Sarwar A. Kashmeri, an Adjunct Professor of Political Science at Norwich University, and a fellow at the Foreign Policy Association, offers a logical suggestion for dealing with the military crisis in Iraq, which has brought Bush Administration neo-conservatives out of the woodwork to defend the mess they made with the U.S. and British invasion of Iraq in 2003. Former U.S. Vice-President Richard Cheney and other war advocates, who appear to be re-writing the history of their unjust war in Iraq, blame U.S. President Barack Obama for the rise of the Islamic State of Iraq and Syria (ISIS). They want him to send more than the 300 military advisors dispatched to Iraq to stiffen the spine of Iraqi Prime Minister Nuri al-Maliki’s military. Numerous media reports say some of Iraq’s military units laid down their arms, doffed their uniforms and fled when confronted by ISIS forces.
Mr. Obama withdrew U.S. troops from Iraq in 2011, and has vowed not to commit troops to the current sectarian conflict. Will he change his mind? It remains to be seen.
The latest New York Times/CBS News poll, “suggests that most Americans back some of Mr. Obama’s approaches to the crisis in Iraq, including majority support for the possibility of drone strikes,” The Times reported on June 23, 2014. “But,” The Times noted, “the poll documents an increasing lack of faith in the president and his leadership, and shows deep concern that further intervention by the United States in Iraq could lead to another long and costly involvement there.”
Carrie Dann, a national political writer for NBCNews.com, reported June 24, 2014, that:
A divided nation finally agrees on something overwhelmingly: the war in Iraq was simply not worth fighting.
Seventy-one percent of Americans now say that the war in Iraq “wasn’t worth it,” a new NBC News/Wall Street Journal/Annenberg poll shows, with skepticism about the lengthy war effort up substantially even in the last 18 months.
Just 22 percent now believe the 2003 war effort was worthwhile. See “Not Worth It: Huge Majority Regret Iraq War, Exclusive Poll Shows.”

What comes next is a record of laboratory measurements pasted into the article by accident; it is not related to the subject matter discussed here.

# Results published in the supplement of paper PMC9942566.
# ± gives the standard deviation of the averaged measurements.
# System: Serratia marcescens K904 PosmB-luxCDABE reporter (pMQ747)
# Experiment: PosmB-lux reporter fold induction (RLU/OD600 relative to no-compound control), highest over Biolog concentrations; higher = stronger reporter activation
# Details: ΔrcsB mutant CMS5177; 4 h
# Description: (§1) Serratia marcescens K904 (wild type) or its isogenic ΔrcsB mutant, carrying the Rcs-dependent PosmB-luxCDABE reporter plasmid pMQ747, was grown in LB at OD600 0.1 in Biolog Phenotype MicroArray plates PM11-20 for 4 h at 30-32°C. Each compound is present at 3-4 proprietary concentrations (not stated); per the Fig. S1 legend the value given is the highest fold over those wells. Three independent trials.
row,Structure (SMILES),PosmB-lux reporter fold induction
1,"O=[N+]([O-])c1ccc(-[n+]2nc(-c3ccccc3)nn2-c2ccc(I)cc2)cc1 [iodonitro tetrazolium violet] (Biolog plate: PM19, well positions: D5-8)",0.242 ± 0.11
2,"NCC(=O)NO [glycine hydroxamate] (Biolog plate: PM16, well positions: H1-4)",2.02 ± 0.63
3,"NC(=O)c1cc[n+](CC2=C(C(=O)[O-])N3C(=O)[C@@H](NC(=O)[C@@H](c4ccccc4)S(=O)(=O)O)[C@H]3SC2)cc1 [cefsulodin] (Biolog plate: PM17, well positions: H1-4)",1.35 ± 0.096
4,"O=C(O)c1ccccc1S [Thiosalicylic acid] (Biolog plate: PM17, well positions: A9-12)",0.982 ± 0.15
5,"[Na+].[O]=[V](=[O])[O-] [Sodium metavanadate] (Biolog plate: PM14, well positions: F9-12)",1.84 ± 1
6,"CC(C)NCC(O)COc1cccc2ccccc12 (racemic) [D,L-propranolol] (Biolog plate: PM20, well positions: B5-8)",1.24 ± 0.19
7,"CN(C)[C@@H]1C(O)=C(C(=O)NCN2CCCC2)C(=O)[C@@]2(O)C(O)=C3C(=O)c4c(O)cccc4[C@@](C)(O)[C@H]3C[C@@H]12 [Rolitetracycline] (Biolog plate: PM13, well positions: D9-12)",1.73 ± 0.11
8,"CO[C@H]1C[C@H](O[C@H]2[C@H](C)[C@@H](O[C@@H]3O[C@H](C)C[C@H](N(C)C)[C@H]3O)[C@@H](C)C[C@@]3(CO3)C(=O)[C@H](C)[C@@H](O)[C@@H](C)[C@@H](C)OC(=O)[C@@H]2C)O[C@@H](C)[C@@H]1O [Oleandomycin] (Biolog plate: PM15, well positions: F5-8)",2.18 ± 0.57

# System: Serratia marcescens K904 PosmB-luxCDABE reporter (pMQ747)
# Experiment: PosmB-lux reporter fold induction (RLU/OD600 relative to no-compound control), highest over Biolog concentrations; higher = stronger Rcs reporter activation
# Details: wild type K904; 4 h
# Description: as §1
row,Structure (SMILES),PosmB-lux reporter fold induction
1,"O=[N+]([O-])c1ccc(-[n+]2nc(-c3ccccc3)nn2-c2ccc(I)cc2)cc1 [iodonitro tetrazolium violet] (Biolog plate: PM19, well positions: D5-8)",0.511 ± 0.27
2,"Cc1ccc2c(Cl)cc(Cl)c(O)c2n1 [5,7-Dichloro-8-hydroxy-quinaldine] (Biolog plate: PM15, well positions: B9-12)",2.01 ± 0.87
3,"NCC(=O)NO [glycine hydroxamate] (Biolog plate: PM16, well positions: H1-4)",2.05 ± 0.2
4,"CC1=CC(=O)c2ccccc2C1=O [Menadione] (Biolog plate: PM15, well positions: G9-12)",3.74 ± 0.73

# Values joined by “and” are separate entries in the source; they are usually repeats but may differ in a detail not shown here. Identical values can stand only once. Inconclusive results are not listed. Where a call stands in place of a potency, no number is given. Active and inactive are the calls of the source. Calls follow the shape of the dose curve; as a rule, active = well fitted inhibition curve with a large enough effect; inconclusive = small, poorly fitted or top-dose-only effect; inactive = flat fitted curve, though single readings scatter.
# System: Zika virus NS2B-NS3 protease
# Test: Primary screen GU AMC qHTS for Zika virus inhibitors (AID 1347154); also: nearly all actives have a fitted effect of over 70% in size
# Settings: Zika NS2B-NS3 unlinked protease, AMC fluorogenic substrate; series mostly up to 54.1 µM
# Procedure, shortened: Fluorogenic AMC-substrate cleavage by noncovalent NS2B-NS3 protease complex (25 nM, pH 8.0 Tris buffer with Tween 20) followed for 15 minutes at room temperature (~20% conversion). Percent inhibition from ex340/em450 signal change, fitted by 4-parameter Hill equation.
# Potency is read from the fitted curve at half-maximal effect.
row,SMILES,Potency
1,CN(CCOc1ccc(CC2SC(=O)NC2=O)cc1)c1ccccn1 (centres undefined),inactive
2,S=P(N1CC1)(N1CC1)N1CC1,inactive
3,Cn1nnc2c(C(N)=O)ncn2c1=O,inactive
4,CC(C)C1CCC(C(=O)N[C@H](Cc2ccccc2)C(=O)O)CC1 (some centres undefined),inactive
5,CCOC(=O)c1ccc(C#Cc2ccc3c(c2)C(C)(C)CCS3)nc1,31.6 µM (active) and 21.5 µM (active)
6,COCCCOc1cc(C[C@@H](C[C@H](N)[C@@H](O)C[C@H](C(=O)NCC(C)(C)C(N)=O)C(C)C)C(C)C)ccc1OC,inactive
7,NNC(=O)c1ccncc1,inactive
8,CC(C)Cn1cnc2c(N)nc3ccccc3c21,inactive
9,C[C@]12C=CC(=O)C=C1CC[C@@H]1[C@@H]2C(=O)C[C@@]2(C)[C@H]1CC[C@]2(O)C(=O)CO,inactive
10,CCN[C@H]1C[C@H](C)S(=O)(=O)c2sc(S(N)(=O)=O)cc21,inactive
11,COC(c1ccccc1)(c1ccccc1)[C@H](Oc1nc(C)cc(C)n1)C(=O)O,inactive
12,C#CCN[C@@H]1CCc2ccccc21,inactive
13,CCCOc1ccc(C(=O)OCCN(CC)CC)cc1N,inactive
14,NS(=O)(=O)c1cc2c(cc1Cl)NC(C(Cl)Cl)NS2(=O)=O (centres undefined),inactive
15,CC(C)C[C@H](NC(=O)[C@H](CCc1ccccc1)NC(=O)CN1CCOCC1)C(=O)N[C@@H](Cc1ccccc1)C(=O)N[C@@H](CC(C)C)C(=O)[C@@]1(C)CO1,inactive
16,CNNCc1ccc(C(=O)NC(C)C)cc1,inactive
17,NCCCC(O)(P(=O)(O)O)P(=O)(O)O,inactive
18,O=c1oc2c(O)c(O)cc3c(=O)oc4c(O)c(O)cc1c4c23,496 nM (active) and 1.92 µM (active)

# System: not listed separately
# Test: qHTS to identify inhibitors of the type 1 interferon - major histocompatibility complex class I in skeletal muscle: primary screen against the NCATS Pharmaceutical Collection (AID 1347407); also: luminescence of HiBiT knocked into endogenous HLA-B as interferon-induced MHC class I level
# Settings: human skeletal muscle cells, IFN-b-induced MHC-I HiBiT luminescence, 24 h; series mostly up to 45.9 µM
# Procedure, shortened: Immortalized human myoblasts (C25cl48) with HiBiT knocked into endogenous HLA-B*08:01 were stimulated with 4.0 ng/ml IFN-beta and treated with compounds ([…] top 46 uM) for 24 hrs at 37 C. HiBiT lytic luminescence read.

So, how can Mr. Obama achieved his objectives, which is to halt ISIS’ impressive advances in Iraq, shore up the Iraqi government and keep the country from fragmenting along sectarian lines?
Mr. Kashmeri's suggestion in an article in the June 24, 2014, edition of The Huffington Post headlined “Time for America's Middle East Allies to Forge Their Own Destinies” deserves consideration. He notes:
Baghdad is 900 miles from Riyadh, Saudi Arabia; 500 miles from Amman, Jordan; 300 miles from Kuwait, and 1000 miles from Ankara, Turkey, countries that are allies of the United States, and armed to the teeth with American weapons. With over 700,000 soldiers, 6000 tanks, 2000 warplanes, and some 5000 conventional and rocket launched artillery pieces between them they vastly outnumber and outgun the forces of the so-called Independent State of Iraq and Syria (ISIS) that is determined to set up a medieval brutal Caliphate in parts of Syria and Iraq.
If these heavily armed American allies that are minutes away from the killing fields of Iraq choose not to step in and rectify the rapidly unfolding chaos in their midst, why should the United States, some 7000 miles from Iraq spill its blood and treasure in another futile quest to remake the Middle East for them? A futile quest that has over the last decade chewed up the minds and bodies of 56,000 brave American soldiers, including some 4,700 killed.
Mr. Kashmeri said, “Over a trillion dollars have been spent over the last 12 years in the disastrous 2003 American invasion of Iraq and its attempt to remake the Middle East. Estimates are that a similar amount will be required over the next two decades to care for the American soldiers who have thankfully survived the war in Iraq and returned to their anguished families.”